Coronavirus outbreak: Hong Kong family have virus after sharing hotpot meal

South China Morning Post

Doctors are divided as to whether eating the popular winter treat affects the likelihood of infection

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Restaurants across the city are taking hotpot off the menu.

At least 11 family members became infected with the new coronavirus after gathering for hotpot in Kwun Tong on January 26. Nine members of the family were confirmed to have it on Sunday, with two more confirmed later. Their ages range from 22 to 68.

The infections have led to restaurants in Hong Kong scrambling to remove hotpot from their menus.

Facing mounting public concern, major catering chains in Hong Kong, such as Fairwood, Cafe de Coral and Maxim’s, announced on Monday they would temporarily suspend hotpot menu items.

Maxim’s revealed on Monday that two of the infected family members were its employees who worked at Moko mall in Mong Kok and Alexandra House in Central. The two outlets would be closed for two weeks for cleaning and disinfection, the company said.

Japanese fast-food chain Yoshinoya also suspended hotpot meals, while Chinese restaurant chain Fulum Group did so the day before.

China’s largest hotpot restaurant chain, Haidilao, said on Monday that it would continue operations at its four branches in Hong Kong, but would take measures to prevent the spread of the virus – including conducting temperature checks on customers and providing hand sanitisers.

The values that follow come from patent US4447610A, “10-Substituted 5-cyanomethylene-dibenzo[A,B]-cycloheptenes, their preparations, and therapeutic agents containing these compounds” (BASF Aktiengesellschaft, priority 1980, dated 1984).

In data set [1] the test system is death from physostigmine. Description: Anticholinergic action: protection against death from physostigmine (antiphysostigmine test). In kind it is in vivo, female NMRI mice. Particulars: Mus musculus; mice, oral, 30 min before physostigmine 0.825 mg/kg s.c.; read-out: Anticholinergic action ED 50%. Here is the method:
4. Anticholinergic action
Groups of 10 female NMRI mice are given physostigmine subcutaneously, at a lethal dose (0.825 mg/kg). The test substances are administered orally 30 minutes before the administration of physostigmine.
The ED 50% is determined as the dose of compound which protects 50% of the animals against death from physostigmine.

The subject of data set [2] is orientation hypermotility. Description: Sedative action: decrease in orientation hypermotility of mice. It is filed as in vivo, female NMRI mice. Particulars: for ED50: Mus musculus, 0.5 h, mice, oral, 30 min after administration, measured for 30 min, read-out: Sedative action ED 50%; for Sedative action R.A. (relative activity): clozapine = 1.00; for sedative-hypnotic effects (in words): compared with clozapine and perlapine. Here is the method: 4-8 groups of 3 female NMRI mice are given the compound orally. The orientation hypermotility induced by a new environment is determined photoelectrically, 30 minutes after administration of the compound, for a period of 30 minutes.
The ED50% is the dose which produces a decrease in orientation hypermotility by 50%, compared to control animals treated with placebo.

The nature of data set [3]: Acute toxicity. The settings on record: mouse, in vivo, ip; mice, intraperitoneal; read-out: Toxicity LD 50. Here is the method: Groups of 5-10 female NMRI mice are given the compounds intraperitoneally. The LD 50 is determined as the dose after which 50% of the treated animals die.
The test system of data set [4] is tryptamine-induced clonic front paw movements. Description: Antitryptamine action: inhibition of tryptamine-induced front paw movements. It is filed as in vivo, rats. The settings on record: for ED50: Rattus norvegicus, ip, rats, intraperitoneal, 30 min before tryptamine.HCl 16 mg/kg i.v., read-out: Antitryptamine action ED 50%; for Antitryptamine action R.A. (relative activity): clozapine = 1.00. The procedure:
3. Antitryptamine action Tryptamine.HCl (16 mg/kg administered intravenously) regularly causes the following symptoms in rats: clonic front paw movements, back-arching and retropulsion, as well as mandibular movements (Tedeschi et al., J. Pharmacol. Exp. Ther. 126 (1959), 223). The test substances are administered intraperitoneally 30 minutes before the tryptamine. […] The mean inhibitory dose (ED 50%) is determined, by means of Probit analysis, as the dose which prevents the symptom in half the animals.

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Simon Wong Ka-wo, president of the Hong Kong Federation of Restaurants and Related Trades, said hotpot businesses had declined more than 50 per cent since the outbreak.

“Winter used to be their peak season, but the outbreak of the virus has caused them to suffer a lot, and news about cases related to hotpot will worsen this,” he said. Hotpot is a communal meal with a heated soup pot in the middle that allows diners to toss in their own mix of meats or seafood with vegetables.

Restaurants in the city have for a long time required individual cutlery that is separate from the communal ladles used for dishing out the soup to diners. Wong noted some hotpot restaurants placed a barrier between diners at the same meal to ensure some form of protection, but he said this hurt the mood of the gathering.

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Doctors were divided on whether having hotpot meals could increase the risk of catching the coronavirus.

Professor David Hui Shu-cheong, a respiratory medicine expert from Chinese University, said the problem was not the meals but the fact that diners gathered close to one another.

But infectious diseases expert Dr Joseph Tsang Kay-yan said hotpot meals posed high risks of infection, as apart from close contact, the heat from the hotpot could enable droplets loaded with the virus and suspended in the air to travel further and be inhaled.